I really enjoy playing with the Harrow Vibe.  I liked it enough that I have one in my bag now strung up with Tecnifibre X-One. It did take some getting use to the softer more flexible feel of the Vibe but the rewards of doing so were worth it. You do get an improved feel of the ball on the racquet and it is a forgiving racquet to hit with. A final note on the weight of the racquet. It is very light and not what I would think is ideal for the beginner. It is pretty easy to get ahead of the ball if you are anxious as you can generate so much racquet head speed, so easily. For the player that can control that and has good timing that is actually a real advantage though. If you are looking for a light, manoeuvrable, forgiving racquet with a soft feel then the Harrow Vibe is a terrific choice.

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Review of the Dunlop Force Evolution 130 Squash Racquet

Recently I took out the Dunlop Evolution 130 for a hit and I found it to be a very interesting racquet. It features a tear drop design with a small bridge, a dense string pattern (14×18), 130 frame weight, and an even head balance. I played a couple matches with this racquet as I tried to figure out how it played best. A racquet that doesn’t fail to deliver in either control or power and with an even balance, the EVO 130 is great for players who tend to be more patient on court. It also a great feel on contact when hitting the ball as it provides great stability due to its string pattern.

At first, I tried an aggressive approach: volleying on the midcourt, using my wrist more, increasing the pace, and hitting hard and low shots. I found out that this was more challenging to do with this racquet. This is due to its weight of 130 grams and even balance which in reality, in my personal opinion, felt slightly head heavy. Volleying on the midcourt was not an easy task since I was not able to maneuver the racquet very easily and using my wrist put extra stress on my arm. Also, increasing the pace was harder once again due to maneuverability (it was harder to get the racquet ready on time). However, my main focus in squash is speed and accuracy rather than arm strength and power (I get the power from the racquet I normally use) so it is fair to say that this is why the EVO 130 didn’t suit my aggressive play. Having said this, if you are an aggressive player with good arm strength, you won’t find it a problem to maneuver this racquet easily.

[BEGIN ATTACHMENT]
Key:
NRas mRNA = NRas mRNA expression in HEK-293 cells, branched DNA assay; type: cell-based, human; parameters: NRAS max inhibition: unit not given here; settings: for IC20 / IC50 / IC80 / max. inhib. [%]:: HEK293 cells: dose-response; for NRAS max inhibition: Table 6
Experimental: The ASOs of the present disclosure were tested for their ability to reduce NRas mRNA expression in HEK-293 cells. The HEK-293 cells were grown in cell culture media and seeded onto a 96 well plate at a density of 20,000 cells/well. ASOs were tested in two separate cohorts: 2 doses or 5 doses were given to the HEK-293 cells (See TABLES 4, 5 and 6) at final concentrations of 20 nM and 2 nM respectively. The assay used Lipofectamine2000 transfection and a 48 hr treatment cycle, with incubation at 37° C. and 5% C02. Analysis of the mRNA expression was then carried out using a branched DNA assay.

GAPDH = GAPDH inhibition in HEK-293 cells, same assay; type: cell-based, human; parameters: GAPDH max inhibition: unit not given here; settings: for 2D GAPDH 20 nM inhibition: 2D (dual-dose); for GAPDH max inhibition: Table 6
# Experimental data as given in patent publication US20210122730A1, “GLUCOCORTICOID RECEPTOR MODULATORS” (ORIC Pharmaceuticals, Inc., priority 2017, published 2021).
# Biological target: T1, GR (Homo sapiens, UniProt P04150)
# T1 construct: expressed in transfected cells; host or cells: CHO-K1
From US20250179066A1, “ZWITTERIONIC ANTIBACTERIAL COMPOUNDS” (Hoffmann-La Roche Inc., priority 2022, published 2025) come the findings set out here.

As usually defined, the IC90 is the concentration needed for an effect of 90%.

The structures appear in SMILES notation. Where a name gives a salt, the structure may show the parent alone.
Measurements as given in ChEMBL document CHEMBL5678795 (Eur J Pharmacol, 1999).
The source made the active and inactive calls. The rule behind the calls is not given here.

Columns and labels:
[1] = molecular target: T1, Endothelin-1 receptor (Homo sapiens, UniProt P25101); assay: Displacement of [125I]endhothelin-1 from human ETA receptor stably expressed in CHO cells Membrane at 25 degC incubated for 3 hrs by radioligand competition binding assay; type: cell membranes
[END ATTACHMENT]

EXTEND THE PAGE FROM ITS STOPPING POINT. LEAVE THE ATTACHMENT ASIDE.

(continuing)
Dunlop Force Evolution 130

Dunlop Force Evolution 130

Since aggressive play didn’t work for me using the EVO 130, I tried a more patient approach to the match. I started making more fluid swings and keeping the ball at the back of the court. This worked perfectly since the balance and weight of the racquet allowed me to go through the ball easily without much effort but providing me enough power to get the ball to the back of the court. This was also a more pleasant experience in terms of comfort as I felt great when hitting the ball; the racquet is very forgiving mainly due to its stability but also to its dense string pattern. It also provided me with great feel and control when dropping the ball whether it was from the midcourt or the front court. Another nice thing about this racquet is its head design, which is reminiscent of the Black Knight Quicksilver nXs (tear drop with small bridge), since it helps with power generation. Although I have made it sound like this is a racquet not suitable for aggressive play, this racquet didn’t fail to deliver when I wanted to put the ball away; whether it was a loose shot from my opponent giving me time to hit a hard and low shot or a nice and easy drop shot, the EVO 130 gave me all I needed. The reason for this is the racquet’s stability and string pattern which helped me control the ball much easier than with my usual racquet.

In conclusion, this racquet can be amazing in the right hands. Even though it is hard to use aggressively, it is not an impossible task to do. But, if you plan on using it for long and fluid rallies where you want to create opportunities to put the ball away, this racquet will fit you very well. With an interesting design which allows it to have a bigger sweet spot and better stability, this racquet will feel amazing when hitting any type of shot!